Lessons Learned On What Makes A Successful Client Project
Over the years, there are key things I’ve discovered that can make or break collaborative web development projects. This blog post is a list of those things - the big picture items that guide much of my work with clients. In my experience, keeping these things front and center goes a long way toward keeping projects moving in a good direction.
1. Focus on creating great content.
Content is always a major driver in my work with clients. Thinking back on the successful projects that I’ve been involved in over the years vs. those that have died on the vine, the deciding factor has almost always been content.
From the get-go, I work with clients to identify their website goals and then focus on building great content around those goals. We talk through the specifics of what the client wants people to do on the website and then build user-focused content that encourages people to take those desired actions.
2. Focus more on things that are of value, less on technology and design.
While it’s admirable to look for ways to do things better with technology, it’s also important to remember that technology alone isn’t going to save any project. Focusing instead on high priority items such as business goals (and allowing them to drive your design and technology choices), sticking to an editorial calendar and building referral links will go a long way in the internet world.
3. Make sure the right people are in the right positions.
Red flags always go up for me when I see the wrong person driving the ship in a collaborative project. It’s important to make sure that the people on your project team are working in their area of expertise and, if possible, that they are doing things that they enjoy, since we all do a better job when we’re doing stuff that we like.
This doesn’t always happen though and it’s fairly common to see the wrong person in a decision-making role. For example, someone with limited design experience might be making critical decisions about website design revisions, which can lead to trouble down the road.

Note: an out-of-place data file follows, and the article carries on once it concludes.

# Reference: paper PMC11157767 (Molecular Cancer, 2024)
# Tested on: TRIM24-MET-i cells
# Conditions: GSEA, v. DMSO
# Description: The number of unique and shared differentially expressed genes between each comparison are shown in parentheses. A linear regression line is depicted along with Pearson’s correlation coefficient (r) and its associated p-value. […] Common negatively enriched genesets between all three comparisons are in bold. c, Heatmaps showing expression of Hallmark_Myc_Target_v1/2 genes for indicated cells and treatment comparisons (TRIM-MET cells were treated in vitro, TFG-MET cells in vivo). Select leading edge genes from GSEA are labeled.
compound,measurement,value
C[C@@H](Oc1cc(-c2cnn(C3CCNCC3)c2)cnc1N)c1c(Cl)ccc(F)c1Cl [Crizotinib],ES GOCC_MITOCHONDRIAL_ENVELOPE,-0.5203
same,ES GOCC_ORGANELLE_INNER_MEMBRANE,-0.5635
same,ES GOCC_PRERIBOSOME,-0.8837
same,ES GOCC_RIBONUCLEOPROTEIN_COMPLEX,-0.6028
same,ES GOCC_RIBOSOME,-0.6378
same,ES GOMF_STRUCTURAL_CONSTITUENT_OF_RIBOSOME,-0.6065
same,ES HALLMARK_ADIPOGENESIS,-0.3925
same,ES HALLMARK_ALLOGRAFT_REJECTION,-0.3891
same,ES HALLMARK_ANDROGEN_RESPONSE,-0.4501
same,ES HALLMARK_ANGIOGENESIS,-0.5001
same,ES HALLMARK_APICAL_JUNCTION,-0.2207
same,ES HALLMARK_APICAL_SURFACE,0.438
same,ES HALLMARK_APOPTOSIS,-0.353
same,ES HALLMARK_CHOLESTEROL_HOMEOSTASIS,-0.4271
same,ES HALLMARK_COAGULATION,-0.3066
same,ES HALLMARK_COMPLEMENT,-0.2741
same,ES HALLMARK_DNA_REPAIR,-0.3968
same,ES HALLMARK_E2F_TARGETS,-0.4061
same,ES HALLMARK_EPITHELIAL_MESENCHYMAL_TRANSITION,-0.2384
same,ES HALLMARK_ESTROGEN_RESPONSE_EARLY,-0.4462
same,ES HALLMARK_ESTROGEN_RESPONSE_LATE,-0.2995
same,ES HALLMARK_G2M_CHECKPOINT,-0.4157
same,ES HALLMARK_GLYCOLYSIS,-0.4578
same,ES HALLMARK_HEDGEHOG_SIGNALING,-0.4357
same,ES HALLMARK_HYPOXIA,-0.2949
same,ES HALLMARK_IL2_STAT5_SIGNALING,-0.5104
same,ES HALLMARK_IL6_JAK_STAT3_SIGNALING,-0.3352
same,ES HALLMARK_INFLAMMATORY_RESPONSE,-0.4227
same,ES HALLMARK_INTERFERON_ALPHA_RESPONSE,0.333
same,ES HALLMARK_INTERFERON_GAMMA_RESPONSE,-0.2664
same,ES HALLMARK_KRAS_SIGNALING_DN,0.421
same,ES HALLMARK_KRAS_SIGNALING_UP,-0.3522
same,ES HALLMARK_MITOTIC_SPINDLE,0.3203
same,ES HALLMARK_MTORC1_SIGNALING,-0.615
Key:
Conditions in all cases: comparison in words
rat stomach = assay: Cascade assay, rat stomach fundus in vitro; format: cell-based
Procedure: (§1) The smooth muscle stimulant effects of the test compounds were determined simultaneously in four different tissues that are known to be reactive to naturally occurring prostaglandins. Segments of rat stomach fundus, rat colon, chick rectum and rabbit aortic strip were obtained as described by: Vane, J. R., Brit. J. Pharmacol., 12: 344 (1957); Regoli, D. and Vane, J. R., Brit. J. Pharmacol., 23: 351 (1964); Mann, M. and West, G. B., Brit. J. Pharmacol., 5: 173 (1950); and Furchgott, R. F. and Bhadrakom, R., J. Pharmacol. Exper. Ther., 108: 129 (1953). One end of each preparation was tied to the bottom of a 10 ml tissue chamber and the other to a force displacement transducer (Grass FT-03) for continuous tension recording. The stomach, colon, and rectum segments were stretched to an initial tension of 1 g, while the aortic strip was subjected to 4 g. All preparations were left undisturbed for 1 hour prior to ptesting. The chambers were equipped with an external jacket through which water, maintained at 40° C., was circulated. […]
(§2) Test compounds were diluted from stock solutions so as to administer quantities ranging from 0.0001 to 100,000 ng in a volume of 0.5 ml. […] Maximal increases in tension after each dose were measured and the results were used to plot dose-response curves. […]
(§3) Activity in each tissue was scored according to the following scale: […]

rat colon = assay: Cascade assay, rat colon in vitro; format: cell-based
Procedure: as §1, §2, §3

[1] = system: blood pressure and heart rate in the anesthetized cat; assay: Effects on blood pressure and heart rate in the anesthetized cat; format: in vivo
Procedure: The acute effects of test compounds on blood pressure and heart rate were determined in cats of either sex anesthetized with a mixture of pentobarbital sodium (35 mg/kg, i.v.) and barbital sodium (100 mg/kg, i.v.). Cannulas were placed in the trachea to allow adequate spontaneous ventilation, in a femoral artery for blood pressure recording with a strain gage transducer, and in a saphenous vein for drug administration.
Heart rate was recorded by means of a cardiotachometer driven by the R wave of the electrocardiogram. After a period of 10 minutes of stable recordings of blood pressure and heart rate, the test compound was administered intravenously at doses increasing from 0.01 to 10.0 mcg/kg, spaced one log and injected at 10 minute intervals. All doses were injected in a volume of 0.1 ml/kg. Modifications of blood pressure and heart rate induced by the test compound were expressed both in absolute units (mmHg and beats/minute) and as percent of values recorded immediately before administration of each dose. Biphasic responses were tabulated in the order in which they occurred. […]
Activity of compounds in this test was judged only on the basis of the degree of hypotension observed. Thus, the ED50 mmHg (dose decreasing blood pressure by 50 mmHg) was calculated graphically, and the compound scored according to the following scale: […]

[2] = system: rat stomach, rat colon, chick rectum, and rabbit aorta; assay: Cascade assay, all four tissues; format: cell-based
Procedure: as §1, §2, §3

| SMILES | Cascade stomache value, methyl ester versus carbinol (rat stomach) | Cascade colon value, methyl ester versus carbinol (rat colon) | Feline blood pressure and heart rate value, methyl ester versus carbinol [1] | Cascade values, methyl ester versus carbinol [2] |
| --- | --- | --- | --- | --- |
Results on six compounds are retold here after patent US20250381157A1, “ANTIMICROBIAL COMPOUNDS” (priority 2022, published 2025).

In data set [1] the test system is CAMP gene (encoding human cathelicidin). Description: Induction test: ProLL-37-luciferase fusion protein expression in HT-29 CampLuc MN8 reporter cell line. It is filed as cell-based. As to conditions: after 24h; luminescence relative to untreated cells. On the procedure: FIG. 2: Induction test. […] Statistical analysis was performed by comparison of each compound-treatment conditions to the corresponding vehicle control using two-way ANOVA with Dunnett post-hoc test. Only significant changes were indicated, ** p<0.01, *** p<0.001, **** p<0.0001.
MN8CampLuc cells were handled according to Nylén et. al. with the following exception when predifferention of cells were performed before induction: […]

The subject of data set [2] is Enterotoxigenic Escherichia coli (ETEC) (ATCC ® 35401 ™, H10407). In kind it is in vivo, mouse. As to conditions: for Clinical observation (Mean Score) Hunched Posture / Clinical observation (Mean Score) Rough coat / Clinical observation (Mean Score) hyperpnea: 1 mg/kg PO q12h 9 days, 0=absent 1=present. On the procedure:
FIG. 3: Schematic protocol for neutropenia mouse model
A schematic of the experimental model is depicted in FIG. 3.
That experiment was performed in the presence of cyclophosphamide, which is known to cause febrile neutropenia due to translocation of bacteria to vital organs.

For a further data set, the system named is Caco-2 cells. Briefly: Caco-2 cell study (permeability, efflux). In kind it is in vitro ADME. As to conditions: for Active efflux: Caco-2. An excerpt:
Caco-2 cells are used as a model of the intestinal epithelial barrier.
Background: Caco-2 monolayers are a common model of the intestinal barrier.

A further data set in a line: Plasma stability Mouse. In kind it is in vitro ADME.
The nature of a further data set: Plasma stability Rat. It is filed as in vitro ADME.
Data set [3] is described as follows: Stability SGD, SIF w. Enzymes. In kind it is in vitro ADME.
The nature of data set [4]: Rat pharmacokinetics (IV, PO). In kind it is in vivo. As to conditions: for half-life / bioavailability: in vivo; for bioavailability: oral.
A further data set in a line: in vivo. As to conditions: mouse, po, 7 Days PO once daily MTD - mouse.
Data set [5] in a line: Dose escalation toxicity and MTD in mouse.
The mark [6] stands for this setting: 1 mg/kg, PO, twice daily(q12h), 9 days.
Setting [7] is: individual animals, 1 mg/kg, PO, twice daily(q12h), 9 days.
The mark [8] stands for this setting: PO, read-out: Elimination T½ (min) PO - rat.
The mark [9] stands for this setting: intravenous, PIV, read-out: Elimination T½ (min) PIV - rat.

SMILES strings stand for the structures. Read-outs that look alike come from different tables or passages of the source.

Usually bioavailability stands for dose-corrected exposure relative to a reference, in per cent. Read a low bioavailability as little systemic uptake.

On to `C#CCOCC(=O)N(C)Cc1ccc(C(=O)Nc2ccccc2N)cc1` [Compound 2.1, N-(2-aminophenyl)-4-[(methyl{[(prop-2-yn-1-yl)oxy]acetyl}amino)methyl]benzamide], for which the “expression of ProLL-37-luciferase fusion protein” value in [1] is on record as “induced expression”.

4. Don't skimp on website hosting.
Even the best design decisions can be derailed by a poor foundation. For most projects I am making hosting decisions for my client but there are cases where hosting is predefined. Be sure your hosting is fast, reliable and provides regular backups for you. You don't want to find youself in a position after go live where the server can't handle the load or, even worse, the site is down or not backed up (usually when you find this out it's too late).
Be sure you're laying a solid foundation at the start to avoid disaster scenarios down the road. Nothing is more frustrating to both me and my clients than a bad hosting environment.
5. Design for a reason, not just for a change.
There’s a ton of great data out there (Google Analtyics, etc.) that can be put to good use in web development projects. In my experience, design decisions are best made based on this data, along with your gut instinct. In my work with clients, I have used this data to make changes to everything from Adwords to websites themselves and in many cases, it has resulted in higher conversion rates over time.
6. Hold everyone accountable.
I’ve seen even the best laid plans fail miserably over the years and all too often, it’s a matter of not staying focused on getting the needed tasks done to execute the project plan. Busyness is often the culprit, but we’re all too busy. Poor execution makes it far too easy for competitors to come in and do things better.
I’m a big fan of building a solid editorial calendar for projects and then sticking to them, holding everyone accountable for their role in the process. Sometimes this may result in a project team realizing that they don’t actually have the right people in place to do what needs to be done, but this can be valuable learning that ultimately leads to the best result for the project.
7. Fail faster.
This is often the hardest concept for my clients to swallow. What, Fail? Why would we want to fail? As counterintuitive as it may seem, you can learn a lot from failing. Sure, in a perfect world you would nail things the first time, but that almost never happens. In my collaborative work with clients, I try to get them excited about pushing the limits and to see failures as learning opportunities. This usually leads to some exciting new discoveries.
Keeping these big picture items in mind will help you achieve success with your website and make the most of the collaborative effort required in today's web development process.